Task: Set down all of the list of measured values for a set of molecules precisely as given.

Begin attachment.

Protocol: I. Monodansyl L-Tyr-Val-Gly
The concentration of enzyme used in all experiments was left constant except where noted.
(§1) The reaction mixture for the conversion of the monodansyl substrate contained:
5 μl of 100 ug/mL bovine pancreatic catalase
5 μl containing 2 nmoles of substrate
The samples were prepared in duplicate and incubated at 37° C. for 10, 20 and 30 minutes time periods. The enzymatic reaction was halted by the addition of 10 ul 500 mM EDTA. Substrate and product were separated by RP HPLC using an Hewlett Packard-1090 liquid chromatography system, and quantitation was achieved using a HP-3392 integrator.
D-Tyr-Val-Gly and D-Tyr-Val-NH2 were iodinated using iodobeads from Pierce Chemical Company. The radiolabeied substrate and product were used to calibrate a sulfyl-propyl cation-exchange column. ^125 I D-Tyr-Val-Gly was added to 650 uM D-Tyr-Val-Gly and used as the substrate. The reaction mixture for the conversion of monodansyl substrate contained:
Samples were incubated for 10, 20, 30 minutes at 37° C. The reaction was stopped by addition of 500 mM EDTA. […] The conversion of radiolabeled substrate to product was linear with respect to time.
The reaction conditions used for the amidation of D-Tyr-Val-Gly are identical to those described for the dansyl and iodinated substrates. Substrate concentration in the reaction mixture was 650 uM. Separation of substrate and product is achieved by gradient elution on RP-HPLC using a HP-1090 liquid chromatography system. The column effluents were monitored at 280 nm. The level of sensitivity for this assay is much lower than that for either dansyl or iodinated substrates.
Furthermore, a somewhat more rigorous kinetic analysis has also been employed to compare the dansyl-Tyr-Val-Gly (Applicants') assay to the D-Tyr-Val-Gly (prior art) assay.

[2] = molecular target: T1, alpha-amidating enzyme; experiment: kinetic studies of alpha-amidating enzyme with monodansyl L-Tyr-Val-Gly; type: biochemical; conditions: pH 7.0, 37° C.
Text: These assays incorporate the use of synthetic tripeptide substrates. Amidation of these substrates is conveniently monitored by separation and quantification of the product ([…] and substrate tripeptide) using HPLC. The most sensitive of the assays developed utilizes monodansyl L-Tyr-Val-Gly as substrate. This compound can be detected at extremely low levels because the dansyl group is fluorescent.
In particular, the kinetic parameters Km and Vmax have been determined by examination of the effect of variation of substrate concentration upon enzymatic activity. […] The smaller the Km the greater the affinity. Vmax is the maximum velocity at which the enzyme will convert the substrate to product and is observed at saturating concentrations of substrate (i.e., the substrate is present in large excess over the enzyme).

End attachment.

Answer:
Protocol: I. Monodansyl L-Tyr-Val-Gly
The concentration of enzyme used in all experiments was left constant except where noted.
(§1) The reaction mixture for the conversion of the monodansyl substrate contained:
5 μl of 100 ug/mL bovine pancreatic catalase
5 μl containing 2 nmoles of substrate
The samples were prepared in duplicate and incubated at 37° C. for 10, 20 and 30 minutes time periods. The enzymatic reaction was halted by the addition of 10 ul 500 mM EDTA. Substrate and product were separated by RP HPLC using an Hewlett Packard-1090 liquid chromatography system, and quantitation was achieved using a HP-3392 integrator.
D-Tyr-Val-Gly and D-Tyr-Val-NH2 were iodinated using iodobeads from Pierce Chemical Company. The radiolabeied substrate and product were used to calibrate a sulfyl-propyl cation-exchange column. ^125 I D-Tyr-Val-Gly was added to 650 uM D-Tyr-Val-Gly and used as the substrate. The reaction mixture for the conversion of monodansyl substrate contained:
Samples were incubated for 10, 20, 30 minutes at 37° C. The reaction was stopped by addition of 500 mM EDTA. […] The conversion of radiolabeled substrate to product was linear with respect to time.
The reaction conditions used for the amidation of D-Tyr-Val-Gly are identical to those described for the dansyl and iodinated substrates. Substrate concentration in the reaction mixture was 650 uM. Separation of substrate and product is achieved by gradient elution on RP-HPLC using a HP-1090 liquid chromatography system. The column effluents were monitored at 280 nm. The level of sensitivity for this assay is much lower than that for either dansyl or iodinated substrates.
Furthermore, a somewhat more rigorous kinetic analysis has also been employed to compare the dansyl-Tyr-Val-Gly (Applicants') assay to the D-Tyr-Val-Gly (prior art) assay.

[2] = molecular target: T1, alpha-amidating enzyme; experiment: kinetic studies of alpha-amidating enzyme with monodansyl L-Tyr-Val-Gly; type: biochemical; conditions: pH 7.0, 37° C.
Text: These assays incorporate the use of synthetic tripeptide substrates. Amidation of these substrates is conveniently monitored by separation and quantification of the product ([…] and substrate tripeptide) using HPLC. The most sensitive of the assays developed utilizes monodansyl L-Tyr-Val-Gly as substrate. This compound can be detected at extremely low levels because the dansyl group is fluorescent.
In particular, the kinetic parameters Km and Vmax have been determined by examination of the effect of variation of substrate concentration upon enzymatic activity. […] The smaller the Km the greater the affinity. Vmax is the maximum velocity at which the enzyme will convert the substrate to product and is observed at saturating concentrations of substrate (i.e., the substrate is present in large excess over the enzyme).